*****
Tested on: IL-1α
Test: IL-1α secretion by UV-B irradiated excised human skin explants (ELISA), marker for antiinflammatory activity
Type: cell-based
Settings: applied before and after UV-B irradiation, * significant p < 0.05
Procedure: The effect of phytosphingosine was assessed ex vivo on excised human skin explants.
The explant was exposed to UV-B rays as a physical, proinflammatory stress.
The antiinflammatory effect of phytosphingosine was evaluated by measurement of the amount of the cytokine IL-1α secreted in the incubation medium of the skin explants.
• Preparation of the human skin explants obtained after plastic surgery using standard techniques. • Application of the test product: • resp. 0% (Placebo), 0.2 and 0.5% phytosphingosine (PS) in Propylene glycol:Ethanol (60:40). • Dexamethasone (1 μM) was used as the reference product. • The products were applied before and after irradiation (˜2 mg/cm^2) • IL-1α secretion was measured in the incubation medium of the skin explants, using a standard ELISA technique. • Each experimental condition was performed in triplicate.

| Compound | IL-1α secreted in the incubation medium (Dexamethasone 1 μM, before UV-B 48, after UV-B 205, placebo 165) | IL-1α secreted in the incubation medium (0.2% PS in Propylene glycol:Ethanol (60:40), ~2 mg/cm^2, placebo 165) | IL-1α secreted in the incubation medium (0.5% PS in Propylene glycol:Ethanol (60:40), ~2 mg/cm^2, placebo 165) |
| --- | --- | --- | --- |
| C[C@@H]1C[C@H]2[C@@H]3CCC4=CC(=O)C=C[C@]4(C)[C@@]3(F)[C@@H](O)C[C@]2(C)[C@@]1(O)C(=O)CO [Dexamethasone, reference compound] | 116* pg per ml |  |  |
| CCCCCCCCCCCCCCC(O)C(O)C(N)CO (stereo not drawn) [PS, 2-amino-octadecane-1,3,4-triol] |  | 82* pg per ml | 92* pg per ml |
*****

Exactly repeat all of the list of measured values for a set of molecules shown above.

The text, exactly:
Tested on: IL-1α
Test: IL-1α secretion by UV-B irradiated excised human skin explants (ELISA), marker for antiinflammatory activity
Type: cell-based
Settings: applied before and after UV-B irradiation, * significant p < 0.05
Procedure: The effect of phytosphingosine was assessed ex vivo on excised human skin explants.
The explant was exposed to UV-B rays as a physical, proinflammatory stress.
The antiinflammatory effect of phytosphingosine was evaluated by measurement of the amount of the cytokine IL-1α secreted in the incubation medium of the skin explants.
• Preparation of the human skin explants obtained after plastic surgery using standard techniques. • Application of the test product: • resp. 0% (Placebo), 0.2 and 0.5% phytosphingosine (PS) in Propylene glycol:Ethanol (60:40). • Dexamethasone (1 μM) was used as the reference product. • The products were applied before and after irradiation (˜2 mg/cm^2) • IL-1α secretion was measured in the incubation medium of the skin explants, using a standard ELISA technique. • Each experimental condition was performed in triplicate.

| Compound | IL-1α secreted in the incubation medium (Dexamethasone 1 μM, before UV-B 48, after UV-B 205, placebo 165) | IL-1α secreted in the incubation medium (0.2% PS in Propylene glycol:Ethanol (60:40), ~2 mg/cm^2, placebo 165) | IL-1α secreted in the incubation medium (0.5% PS in Propylene glycol:Ethanol (60:40), ~2 mg/cm^2, placebo 165) |
| --- | --- | --- | --- |
| C[C@@H]1C[C@H]2[C@@H]3CCC4=CC(=O)C=C[C@]4(C)[C@@]3(F)[C@@H](O)C[C@]2(C)[C@@]1(O)C(=O)CO [Dexamethasone, reference compound] | 116* pg per ml |  |  |
| CCCCCCCCCCCCCCC(O)C(O)C(N)CO (stereo not drawn) [PS, 2-amino-octadecane-1,3,4-triol] |  | 82* pg per ml | 92* pg per ml |